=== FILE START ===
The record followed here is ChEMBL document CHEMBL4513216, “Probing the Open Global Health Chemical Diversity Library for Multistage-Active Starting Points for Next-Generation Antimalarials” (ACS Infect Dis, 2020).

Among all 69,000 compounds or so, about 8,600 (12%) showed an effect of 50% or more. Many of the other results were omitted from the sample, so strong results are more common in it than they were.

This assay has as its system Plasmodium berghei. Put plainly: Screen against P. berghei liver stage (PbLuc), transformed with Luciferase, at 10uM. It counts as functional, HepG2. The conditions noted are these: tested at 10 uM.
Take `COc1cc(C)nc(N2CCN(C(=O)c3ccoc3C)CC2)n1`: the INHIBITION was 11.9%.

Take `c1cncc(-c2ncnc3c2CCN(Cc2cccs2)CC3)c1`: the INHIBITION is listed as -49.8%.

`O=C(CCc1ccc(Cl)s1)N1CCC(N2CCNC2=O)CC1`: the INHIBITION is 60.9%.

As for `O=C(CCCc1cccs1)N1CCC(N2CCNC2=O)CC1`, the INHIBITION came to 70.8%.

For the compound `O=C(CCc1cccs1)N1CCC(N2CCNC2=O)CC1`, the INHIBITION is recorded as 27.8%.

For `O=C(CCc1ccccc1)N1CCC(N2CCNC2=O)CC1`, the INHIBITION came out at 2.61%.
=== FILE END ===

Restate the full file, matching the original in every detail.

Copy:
The record followed here is ChEMBL document CHEMBL4513216, “Probing the Open Global Health Chemical Diversity Library for Multistage-Active Starting Points for Next-Generation Antimalarials” (ACS Infect Dis, 2020).

Among all 69,000 compounds or so, about 8,600 (12%) showed an effect of 50% or more. Many of the other results were omitted from the sample, so strong results are more common in it than they were.

This assay has as its system Plasmodium berghei. Put plainly: Screen against P. berghei liver stage (PbLuc), transformed with Luciferase, at 10uM. It counts as functional, HepG2. The conditions noted are these: tested at 10 uM.
Take `COc1cc(C)nc(N2CCN(C(=O)c3ccoc3C)CC2)n1`: the INHIBITION was 11.9%.

Take `c1cncc(-c2ncnc3c2CCN(Cc2cccs2)CC3)c1`: the INHIBITION is listed as -49.8%.

`O=C(CCc1ccc(Cl)s1)N1CCC(N2CCNC2=O)CC1`: the INHIBITION is 60.9%.

As for `O=C(CCCc1cccs1)N1CCC(N2CCNC2=O)CC1`, the INHIBITION came to 70.8%.

For the compound `O=C(CCc1cccs1)N1CCC(N2CCNC2=O)CC1`, the INHIBITION is recorded as 27.8%.

For `O=C(CCc1ccccc1)N1CCC(N2CCNC2=O)CC1`, the INHIBITION came out at 2.61%.